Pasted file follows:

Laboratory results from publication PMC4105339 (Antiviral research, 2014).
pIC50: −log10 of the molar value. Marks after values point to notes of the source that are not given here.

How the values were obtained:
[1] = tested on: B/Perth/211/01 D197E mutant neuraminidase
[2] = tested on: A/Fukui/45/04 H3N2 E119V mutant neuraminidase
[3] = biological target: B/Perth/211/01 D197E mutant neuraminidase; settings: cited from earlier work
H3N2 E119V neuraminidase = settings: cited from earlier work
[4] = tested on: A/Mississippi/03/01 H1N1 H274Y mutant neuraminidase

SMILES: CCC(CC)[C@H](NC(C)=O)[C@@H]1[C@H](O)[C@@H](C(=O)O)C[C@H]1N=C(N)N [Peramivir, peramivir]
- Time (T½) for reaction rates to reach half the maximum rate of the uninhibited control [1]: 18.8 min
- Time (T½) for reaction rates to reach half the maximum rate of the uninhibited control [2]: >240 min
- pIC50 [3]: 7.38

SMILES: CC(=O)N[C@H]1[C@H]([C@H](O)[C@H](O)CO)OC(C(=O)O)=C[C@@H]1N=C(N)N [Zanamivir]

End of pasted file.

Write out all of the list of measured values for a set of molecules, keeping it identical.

Laboratory results from publication PMC4105339 (Antiviral research, 2014).
pIC50: −log10 of the molar value. Marks after values point to notes of the source that are not given here.

How the values were obtained:
[1] = tested on: B/Perth/211/01 D197E mutant neuraminidase
[2] = tested on: A/Fukui/45/04 H3N2 E119V mutant neuraminidase
[3] = biological target: B/Perth/211/01 D197E mutant neuraminidase; settings: cited from earlier work
H3N2 E119V neuraminidase = settings: cited from earlier work
[4] = tested on: A/Mississippi/03/01 H1N1 H274Y mutant neuraminidase

SMILES: CCC(CC)[C@H](NC(C)=O)[C@@H]1[C@H](O)[C@@H](C(=O)O)C[C@H]1N=C(N)N [Peramivir, peramivir]
- Time (T½) for reaction rates to reach half the maximum rate of the uninhibited control [1]: 18.8 min
- Time (T½) for reaction rates to reach half the maximum rate of the uninhibited control [2]: >240 min
- pIC50 [3]: 7.38

SMILES: CC(=O)N[C@H]1[C@H]([C@H](O)[C@H](O)CO)OC(C(=O)O)=C[C@@H]1N=C(N)N [Zanamivir]